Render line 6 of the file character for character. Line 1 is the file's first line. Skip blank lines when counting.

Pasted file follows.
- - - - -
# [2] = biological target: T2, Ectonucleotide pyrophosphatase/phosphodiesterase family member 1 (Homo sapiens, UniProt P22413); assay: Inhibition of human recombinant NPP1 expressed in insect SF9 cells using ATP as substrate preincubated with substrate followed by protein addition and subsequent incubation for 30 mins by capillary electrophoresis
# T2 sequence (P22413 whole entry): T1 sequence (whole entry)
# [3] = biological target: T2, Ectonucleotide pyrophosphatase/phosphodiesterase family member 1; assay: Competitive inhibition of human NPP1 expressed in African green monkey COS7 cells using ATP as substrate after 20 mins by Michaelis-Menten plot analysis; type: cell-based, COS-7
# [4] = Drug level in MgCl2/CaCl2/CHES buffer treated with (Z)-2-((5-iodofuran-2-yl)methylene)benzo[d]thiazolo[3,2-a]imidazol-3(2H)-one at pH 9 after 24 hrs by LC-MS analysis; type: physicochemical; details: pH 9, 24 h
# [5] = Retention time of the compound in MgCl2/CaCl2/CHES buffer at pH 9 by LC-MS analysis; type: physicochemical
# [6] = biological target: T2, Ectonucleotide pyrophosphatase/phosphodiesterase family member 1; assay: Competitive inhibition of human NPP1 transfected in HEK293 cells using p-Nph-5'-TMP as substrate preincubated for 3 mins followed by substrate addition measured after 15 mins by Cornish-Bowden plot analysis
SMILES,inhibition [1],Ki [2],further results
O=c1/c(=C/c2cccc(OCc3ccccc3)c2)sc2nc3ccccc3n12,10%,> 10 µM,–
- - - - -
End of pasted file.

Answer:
# [6] = biological target: T2, Ectonucleotide pyrophosphatase/phosphodiesterase family member 1; assay: Competitive inhibition of human NPP1 transfected in HEK293 cells using p-Nph-5'-TMP as substrate preincubated for 3 mins followed by substrate addition measured after 15 mins by Cornish-Bowden plot analysis